Friday, October 4, 2013

Colonial Williamsburg

We are studying the early 1800's this year in our home school curriculum with Tapestry of Grace (Cycle 3). We have loved studying this time-frame; so, we jumped at the chance to take a trip to Colonial Williamsburg for some hands-on-learning and bring to life what we had been reading about.

We didn't make it to the home school weeks at Williamsburg, but they still honored the home school rate (praise God). The weather was absolutely gorgeous, and we had the best time there. (A special thanks to Marlo who stayed at our farm to take care of the animals and milk the goats while we were away). While we could only stay for a day, we would have gladly stayed longer (and will definitely take a trip back there).

Getting a tour of the Magazine.

Playing with toys from the time-period (we picked up a couple of these hoops to play with at our farm). Other people were taking pictures of our kids playing (true story). 
 Here the kids helped look for cabbage worms and helped tend the garden. 

 Audriana really loved the women of the time, and the actresses were so kind to her calling her by name  whenever they saw her throughout the day. 
 We really enjoyed seeing how they made the equipment of the time. These people had to be so skilled in their jobs, and they took such pride in their quality work.

 Traveling by horse and carriage, while not the fastest choice, seems more and more appealing as the price of gas continues to soar.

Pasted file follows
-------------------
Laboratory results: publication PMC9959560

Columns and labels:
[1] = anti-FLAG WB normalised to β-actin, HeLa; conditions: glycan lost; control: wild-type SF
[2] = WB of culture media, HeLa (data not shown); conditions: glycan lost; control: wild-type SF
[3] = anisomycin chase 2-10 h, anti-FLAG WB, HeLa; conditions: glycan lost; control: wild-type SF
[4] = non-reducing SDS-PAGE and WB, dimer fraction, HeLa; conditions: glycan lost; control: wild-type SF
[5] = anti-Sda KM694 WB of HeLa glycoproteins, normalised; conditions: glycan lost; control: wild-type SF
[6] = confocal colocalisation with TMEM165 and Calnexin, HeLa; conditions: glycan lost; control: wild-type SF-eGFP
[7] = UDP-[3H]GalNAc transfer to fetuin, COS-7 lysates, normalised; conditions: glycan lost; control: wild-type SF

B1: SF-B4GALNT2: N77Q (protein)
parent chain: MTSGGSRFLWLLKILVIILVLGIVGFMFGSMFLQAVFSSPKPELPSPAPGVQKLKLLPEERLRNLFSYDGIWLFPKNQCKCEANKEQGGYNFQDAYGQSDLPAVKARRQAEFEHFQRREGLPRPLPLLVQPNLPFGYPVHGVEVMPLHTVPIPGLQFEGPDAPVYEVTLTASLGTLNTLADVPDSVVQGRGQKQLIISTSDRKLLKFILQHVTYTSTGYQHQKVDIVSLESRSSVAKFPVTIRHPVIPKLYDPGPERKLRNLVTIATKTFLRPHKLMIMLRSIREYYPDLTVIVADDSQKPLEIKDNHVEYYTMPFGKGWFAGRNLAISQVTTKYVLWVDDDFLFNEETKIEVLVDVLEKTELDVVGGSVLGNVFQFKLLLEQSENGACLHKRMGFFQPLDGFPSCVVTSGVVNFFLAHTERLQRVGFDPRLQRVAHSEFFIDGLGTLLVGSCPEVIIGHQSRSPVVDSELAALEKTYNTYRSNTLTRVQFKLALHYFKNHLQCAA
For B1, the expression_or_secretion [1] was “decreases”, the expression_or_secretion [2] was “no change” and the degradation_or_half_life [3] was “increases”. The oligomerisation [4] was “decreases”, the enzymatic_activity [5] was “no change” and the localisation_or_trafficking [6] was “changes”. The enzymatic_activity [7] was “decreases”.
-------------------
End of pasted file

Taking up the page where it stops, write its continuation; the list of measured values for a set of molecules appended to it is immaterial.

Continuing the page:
Well, this is one way to keep the kids from getting into trouble. Ha! I am sure the real people of the time would find it odd that we want to "try out" their form of punishment.

 The actors read aloud the Declaration of Independence, and we got to witness it as if we were actually there!
 The enthusiastic actors carried out dialogue about what it would mean for slaves of the time and for possible equality for women as well in the future.

This is the inside of the jail.

 The tents were in the Military Encampment. 
 Here you can see part of the inside the kitchen of an old farm house.

 One of the actors who helped tell us about what the day in the life of a slave was. Sad that while we were "declaring" that "all men were created equal" there was still slavery in much of the United States.
 We also went on a tour of inside the capitol building.
 Then, the military band performed, and there was a march of arms.

They fired their weapons and even fired a cannon. It was quite the performance!

If you have never been to Williamsburg, I HIGHLY recommend that you put it on your list of things to do. Only, make sure you allow more than a day or two because there is so much to see and do.

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